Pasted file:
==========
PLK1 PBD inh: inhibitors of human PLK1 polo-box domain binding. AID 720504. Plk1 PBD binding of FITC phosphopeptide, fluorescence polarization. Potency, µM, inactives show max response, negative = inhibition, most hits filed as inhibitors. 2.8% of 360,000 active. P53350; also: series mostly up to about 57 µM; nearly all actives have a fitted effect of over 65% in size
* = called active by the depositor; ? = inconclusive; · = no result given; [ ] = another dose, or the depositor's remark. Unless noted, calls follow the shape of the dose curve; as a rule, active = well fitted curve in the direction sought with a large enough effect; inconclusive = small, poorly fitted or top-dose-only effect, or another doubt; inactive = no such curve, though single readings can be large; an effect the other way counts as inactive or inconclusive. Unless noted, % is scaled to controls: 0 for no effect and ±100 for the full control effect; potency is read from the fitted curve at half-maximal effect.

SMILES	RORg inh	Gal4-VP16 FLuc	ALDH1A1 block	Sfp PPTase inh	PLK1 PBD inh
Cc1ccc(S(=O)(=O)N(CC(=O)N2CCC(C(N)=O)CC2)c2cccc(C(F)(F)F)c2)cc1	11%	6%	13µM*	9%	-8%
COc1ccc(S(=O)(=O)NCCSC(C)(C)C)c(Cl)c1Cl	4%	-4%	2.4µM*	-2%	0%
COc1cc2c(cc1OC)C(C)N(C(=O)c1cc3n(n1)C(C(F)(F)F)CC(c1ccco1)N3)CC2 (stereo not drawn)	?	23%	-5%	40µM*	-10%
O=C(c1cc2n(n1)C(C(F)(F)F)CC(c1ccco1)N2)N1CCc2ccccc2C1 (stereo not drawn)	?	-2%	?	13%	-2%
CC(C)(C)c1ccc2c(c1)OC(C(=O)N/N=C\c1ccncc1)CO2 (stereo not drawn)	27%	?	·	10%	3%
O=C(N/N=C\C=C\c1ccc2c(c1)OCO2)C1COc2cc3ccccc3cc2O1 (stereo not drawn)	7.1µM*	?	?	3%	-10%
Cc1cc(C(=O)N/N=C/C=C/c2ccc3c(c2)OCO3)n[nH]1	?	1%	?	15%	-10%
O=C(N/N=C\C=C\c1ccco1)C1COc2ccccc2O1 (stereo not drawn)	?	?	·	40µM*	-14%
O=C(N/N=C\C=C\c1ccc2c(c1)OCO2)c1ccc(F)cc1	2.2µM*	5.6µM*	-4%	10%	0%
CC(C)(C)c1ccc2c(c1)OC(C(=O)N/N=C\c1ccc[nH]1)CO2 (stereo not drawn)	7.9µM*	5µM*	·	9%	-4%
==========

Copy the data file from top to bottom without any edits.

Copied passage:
PLK1 PBD inh: inhibitors of human PLK1 polo-box domain binding. AID 720504. Plk1 PBD binding of FITC phosphopeptide, fluorescence polarization. Potency, µM, inactives show max response, negative = inhibition, most hits filed as inhibitors. 2.8% of 360,000 active. P53350; also: series mostly up to about 57 µM; nearly all actives have a fitted effect of over 65% in size
* = called active by the depositor; ? = inconclusive; · = no result given; [ ] = another dose, or the depositor's remark. Unless noted, calls follow the shape of the dose curve; as a rule, active = well fitted curve in the direction sought with a large enough effect; inconclusive = small, poorly fitted or top-dose-only effect, or another doubt; inactive = no such curve, though single readings can be large; an effect the other way counts as inactive or inconclusive. Unless noted, % is scaled to controls: 0 for no effect and ±100 for the full control effect; potency is read from the fitted curve at half-maximal effect.

SMILES	RORg inh	Gal4-VP16 FLuc	ALDH1A1 block	Sfp PPTase inh	PLK1 PBD inh
Cc1ccc(S(=O)(=O)N(CC(=O)N2CCC(C(N)=O)CC2)c2cccc(C(F)(F)F)c2)cc1	11%	6%	13µM*	9%	-8%
COc1ccc(S(=O)(=O)NCCSC(C)(C)C)c(Cl)c1Cl	4%	-4%	2.4µM*	-2%	0%
COc1cc2c(cc1OC)C(C)N(C(=O)c1cc3n(n1)C(C(F)(F)F)CC(c1ccco1)N3)CC2 (stereo not drawn)	?	23%	-5%	40µM*	-10%
O=C(c1cc2n(n1)C(C(F)(F)F)CC(c1ccco1)N2)N1CCc2ccccc2C1 (stereo not drawn)	?	-2%	?	13%	-2%
CC(C)(C)c1ccc2c(c1)OC(C(=O)N/N=C\c1ccncc1)CO2 (stereo not drawn)	27%	?	·	10%	3%
O=C(N/N=C\C=C\c1ccc2c(c1)OCO2)C1COc2cc3ccccc3cc2O1 (stereo not drawn)	7.1µM*	?	?	3%	-10%
Cc1cc(C(=O)N/N=C/C=C/c2ccc3c(c2)OCO3)n[nH]1	?	1%	?	15%	-10%
O=C(N/N=C\C=C\c1ccco1)C1COc2ccccc2O1 (stereo not drawn)	?	?	·	40µM*	-14%
O=C(N/N=C\C=C\c1ccc2c(c1)OCO2)c1ccc(F)cc1	2.2µM*	5.6µM*	-4%	10%	0%
CC(C)(C)c1ccc2c(c1)OC(C(=O)N/N=C\c1ccc[nH]1)CO2 (stereo not drawn)	7.9µM*	5µM*	·	9%	-4%